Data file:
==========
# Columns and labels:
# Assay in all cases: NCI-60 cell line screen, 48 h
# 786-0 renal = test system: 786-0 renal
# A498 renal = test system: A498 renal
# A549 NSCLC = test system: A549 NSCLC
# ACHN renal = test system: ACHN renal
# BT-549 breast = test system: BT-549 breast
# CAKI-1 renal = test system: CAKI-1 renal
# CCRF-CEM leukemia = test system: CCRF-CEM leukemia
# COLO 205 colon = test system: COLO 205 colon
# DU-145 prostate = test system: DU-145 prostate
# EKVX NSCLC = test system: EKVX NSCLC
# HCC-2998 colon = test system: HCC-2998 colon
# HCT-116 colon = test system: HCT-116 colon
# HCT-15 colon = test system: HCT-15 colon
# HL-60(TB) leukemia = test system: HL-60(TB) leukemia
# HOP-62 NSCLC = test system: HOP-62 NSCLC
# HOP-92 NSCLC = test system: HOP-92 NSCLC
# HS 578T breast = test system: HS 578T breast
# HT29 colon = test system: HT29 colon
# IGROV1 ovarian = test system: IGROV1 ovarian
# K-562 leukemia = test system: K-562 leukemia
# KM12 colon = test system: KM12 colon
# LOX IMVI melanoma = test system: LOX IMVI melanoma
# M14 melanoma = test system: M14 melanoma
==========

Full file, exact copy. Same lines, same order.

# Columns and labels:
# Assay in all cases: NCI-60 cell line screen, 48 h
# 786-0 renal = test system: 786-0 renal
# A498 renal = test system: A498 renal
# A549 NSCLC = test system: A549 NSCLC
# ACHN renal = test system: ACHN renal
# BT-549 breast = test system: BT-549 breast
# CAKI-1 renal = test system: CAKI-1 renal
# CCRF-CEM leukemia = test system: CCRF-CEM leukemia
# COLO 205 colon = test system: COLO 205 colon
# DU-145 prostate = test system: DU-145 prostate
# EKVX NSCLC = test system: EKVX NSCLC
# HCC-2998 colon = test system: HCC-2998 colon
# HCT-116 colon = test system: HCT-116 colon
# HCT-15 colon = test system: HCT-15 colon
# HL-60(TB) leukemia = test system: HL-60(TB) leukemia
# HOP-62 NSCLC = test system: HOP-62 NSCLC
# HOP-92 NSCLC = test system: HOP-92 NSCLC
# HS 578T breast = test system: HS 578T breast
# HT29 colon = test system: HT29 colon
# IGROV1 ovarian = test system: IGROV1 ovarian
# K-562 leukemia = test system: K-562 leukemia
# KM12 colon = test system: KM12 colon
# LOX IMVI melanoma = test system: LOX IMVI melanoma
# M14 melanoma = test system: M14 melanoma